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Guy Philippe: Wikis


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K.A. Paul with Haitian Rebel Leader Guy Philippe and Former US Congressman Bob Clement, at a press conference in Haiti after Paul convinced Phillipe to lay down his arms following Haitian President Jean-Bertrand Aristide's deposition

Guy Philippe (born February 29, 1968) is a Haitian politician. He was in Pestel, in the province of Nippes. He obtained his primary and secondary education at Saint-Louis de Gonzague

Following October, 2000 accusations of participation in a coup plot and his subsequent removal from his post as police chief of Cap-Haïtien Philippe fled to the Dominican Republic where he remained until February, 2004 when he returned to join a rebellion against President Jean-Bertrand Aristide. Five days after crossing back into Haiti on February 14 and joining former militia leader Louis-Jodel Chamblain in announcing his support for anti-government forces Philippe was given command of the rebel army.

Philippe is accused by Human Rights Watch of being a death squad leader during the reign of Baby Doc Duvalier[1] before receiving training from the U.S. Special Forces in Ecuador in an American bid to reinstate President Jean-Bertrand Aristide in the1990s.[2]

He has said that the man he most admires is former Chilean ruler Gen. Augusto Pinochet. He praises him for helping make Chile prosperous through economic market reforms.

The Haïtian government accused Philippe of master-minding a deadly attack on the Police Academy in July 2001 and of an attempted coup in December 2001.

Human Rights Watch reported Friday, February 27, 2004, that during Philippe's term as police chief of the Port-au-Prince suburb of Delmas from 1997 to 1999, international monitors "learned that dozens of suspected gang members were summarily executed, mainly by police under the command of Inspector Berthony Bazile, Philippe's deputy."[3]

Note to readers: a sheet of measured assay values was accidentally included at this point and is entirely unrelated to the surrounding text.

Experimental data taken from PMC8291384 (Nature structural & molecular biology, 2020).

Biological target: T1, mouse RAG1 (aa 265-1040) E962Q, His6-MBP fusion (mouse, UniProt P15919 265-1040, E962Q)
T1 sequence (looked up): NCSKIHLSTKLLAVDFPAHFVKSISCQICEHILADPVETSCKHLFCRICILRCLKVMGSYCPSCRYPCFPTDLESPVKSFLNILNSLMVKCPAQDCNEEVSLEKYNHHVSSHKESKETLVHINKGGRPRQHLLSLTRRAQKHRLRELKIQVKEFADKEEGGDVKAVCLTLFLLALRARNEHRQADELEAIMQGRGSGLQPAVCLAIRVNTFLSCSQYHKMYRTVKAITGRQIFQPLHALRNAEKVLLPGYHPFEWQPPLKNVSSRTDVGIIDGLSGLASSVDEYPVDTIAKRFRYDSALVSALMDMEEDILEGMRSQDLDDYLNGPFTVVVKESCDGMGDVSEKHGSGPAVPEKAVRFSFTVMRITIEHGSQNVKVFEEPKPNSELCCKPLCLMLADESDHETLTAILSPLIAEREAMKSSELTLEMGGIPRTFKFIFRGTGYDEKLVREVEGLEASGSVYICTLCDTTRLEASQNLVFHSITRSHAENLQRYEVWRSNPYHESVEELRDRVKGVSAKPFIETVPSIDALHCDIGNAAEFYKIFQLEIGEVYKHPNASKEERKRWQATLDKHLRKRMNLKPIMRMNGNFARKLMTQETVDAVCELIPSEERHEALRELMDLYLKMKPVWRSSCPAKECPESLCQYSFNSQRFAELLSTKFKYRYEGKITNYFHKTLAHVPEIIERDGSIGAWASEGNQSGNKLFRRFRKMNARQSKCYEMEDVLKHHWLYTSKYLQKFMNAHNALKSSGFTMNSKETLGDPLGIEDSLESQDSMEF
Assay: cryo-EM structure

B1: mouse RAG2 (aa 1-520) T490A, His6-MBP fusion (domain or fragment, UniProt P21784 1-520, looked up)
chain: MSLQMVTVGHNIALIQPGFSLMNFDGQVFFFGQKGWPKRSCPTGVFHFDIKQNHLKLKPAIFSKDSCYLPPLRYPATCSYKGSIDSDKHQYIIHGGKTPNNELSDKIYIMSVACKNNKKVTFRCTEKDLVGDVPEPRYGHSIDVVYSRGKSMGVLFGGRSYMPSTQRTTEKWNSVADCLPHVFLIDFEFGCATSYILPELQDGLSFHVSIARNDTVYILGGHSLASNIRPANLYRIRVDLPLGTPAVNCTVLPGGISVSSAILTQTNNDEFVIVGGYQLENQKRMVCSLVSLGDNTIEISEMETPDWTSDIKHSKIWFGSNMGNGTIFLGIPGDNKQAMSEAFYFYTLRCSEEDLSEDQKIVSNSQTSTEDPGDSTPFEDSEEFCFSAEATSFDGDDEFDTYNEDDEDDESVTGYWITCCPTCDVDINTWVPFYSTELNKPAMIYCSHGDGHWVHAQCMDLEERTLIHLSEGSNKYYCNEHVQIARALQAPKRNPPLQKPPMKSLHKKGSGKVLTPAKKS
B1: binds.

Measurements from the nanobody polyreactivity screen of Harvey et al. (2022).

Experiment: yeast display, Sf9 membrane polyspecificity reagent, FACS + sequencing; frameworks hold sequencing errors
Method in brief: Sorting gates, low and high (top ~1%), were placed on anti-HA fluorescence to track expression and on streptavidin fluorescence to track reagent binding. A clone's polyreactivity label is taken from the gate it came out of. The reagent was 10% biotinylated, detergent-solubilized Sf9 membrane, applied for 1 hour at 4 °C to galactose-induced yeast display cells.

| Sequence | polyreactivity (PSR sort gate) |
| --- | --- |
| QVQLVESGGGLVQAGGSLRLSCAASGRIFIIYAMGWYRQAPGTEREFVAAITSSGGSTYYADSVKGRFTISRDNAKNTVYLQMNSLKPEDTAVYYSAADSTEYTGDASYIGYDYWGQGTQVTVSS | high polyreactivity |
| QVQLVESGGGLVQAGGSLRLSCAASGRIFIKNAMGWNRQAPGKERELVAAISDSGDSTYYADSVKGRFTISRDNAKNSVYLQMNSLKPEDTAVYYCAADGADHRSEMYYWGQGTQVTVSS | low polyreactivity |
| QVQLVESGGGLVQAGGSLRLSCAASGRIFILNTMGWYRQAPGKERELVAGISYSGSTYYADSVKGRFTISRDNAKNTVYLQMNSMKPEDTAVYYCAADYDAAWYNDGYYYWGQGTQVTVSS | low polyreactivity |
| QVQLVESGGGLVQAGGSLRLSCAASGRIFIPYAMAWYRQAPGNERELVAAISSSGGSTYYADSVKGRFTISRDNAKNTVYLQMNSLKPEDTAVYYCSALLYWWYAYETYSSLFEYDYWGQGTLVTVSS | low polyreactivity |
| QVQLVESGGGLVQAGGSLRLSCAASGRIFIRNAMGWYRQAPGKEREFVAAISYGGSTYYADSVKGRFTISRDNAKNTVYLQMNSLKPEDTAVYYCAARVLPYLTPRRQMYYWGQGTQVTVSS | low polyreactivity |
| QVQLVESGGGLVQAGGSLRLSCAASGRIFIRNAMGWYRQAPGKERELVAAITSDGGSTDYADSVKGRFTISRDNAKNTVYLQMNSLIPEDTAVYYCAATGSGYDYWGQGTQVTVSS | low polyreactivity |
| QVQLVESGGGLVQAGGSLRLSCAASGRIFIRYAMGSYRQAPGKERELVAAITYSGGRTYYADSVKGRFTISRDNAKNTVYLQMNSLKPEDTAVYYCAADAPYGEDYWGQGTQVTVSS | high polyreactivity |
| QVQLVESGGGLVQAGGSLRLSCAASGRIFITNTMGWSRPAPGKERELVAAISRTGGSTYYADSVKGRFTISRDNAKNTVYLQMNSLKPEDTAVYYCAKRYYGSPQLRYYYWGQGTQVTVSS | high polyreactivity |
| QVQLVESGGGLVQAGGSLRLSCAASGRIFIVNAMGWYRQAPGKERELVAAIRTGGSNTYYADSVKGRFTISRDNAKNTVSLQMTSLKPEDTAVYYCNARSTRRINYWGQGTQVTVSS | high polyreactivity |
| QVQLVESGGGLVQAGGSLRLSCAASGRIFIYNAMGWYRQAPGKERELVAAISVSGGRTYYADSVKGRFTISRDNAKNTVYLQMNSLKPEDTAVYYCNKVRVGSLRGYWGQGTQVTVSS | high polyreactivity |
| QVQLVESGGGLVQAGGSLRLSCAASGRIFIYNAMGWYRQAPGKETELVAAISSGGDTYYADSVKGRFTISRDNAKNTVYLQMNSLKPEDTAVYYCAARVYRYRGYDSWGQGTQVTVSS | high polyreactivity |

Philippe was heavily involved in the 2004 Haitian rebellion, which was a coup d'etat that removed President Jean-Bertrand Aristide from the Americas on February 29, 2004, following the Ottawa Initiative and several weeks of conflict. On March 2, 2004, Philippe and his paramilitaries retook control of the former Haïtian Army headquarters across from the National Palace. Philippe declared to the international press that he himself is now in control of 90% of Haïti's armed forces. In an address on Haïtian Radio, Philippe declared, "The country is in my hands." He summoned 20 police commanders to meet with him the previous day and warned that if they failed to appear he would arrest them.

That same day, Philippe announced he would arrest Haïtian Prime Minister Yvon Neptune, who is a top official of Aristide's Lavalas party. Democracy Now! heard from sources in Haïti that Neptune's home was burned and looted and that he was being pursued by armed gangs. People close to Neptune reported that he fears for his life. Local radio reported that Neptune was evacuated from his office by helicopter as Guy Philippe led a mob in a march to the office. Meanwhile, there are reports of regular execution-style killings on the Haïtian seaside. [4]

At the same time, Indian-born Christian evangelist K.A. Paul flew to Haiti to meet with Philippe. Following that meeting, Philippe vowed to lay down his weapons and embrace the democratic method of challenge.

On July 11, 2005, Guy Philippe announced he would run for president for the Front for National Reconstruction (FRN) party. The FRN is also his guerrilla group which was involved in the rebellion of 2004. Early in 2005 the FRN became recognized as a political party. Philippe has been critical of the administration of the interim government, blaming them for the slow process of setting up registration centers throughout the country. Early on he was considered a frontrunner in the race but later fell behind the main contenders. In the end in spite of his international and local rebellion backers, and in spite of appealing to young Haitians to follow him, Phillippe won less than 1% of the vote, demonstrating that he was no popular hero and was only the leader of a false, mercenary rebel group.

Shortly after dawn Monday, July 16, 2007, five helicopters, two planes and more than a dozen heavily armed DEA and Haitian anti-drug agents surrounded Philippe's yellow, two-story gated home in the hills above Les Cayes, on Haiti's remote southern peninsula.

Philippe is being sought because of suspected ties with illegal drug trafficking in the country. Philippe's supporters say the allegations against him are politically motivated, noting he recently threatened to identify powerful Haitians who provided financial support for the 2004 rebellion.


  1. ^ The Jamaica Observer, March 7, 2004. Retrieved on 2009-6-1
  2. ^ BBC, March 4, 2004. Retrieved on 2009-5-14
  3. ^ Human Rights Watch, February 5, 2006. Retrieved on 2009-5-13
  4. ^ Democracy Now!, March 3, 2004. Retrieved on 2009-5-43


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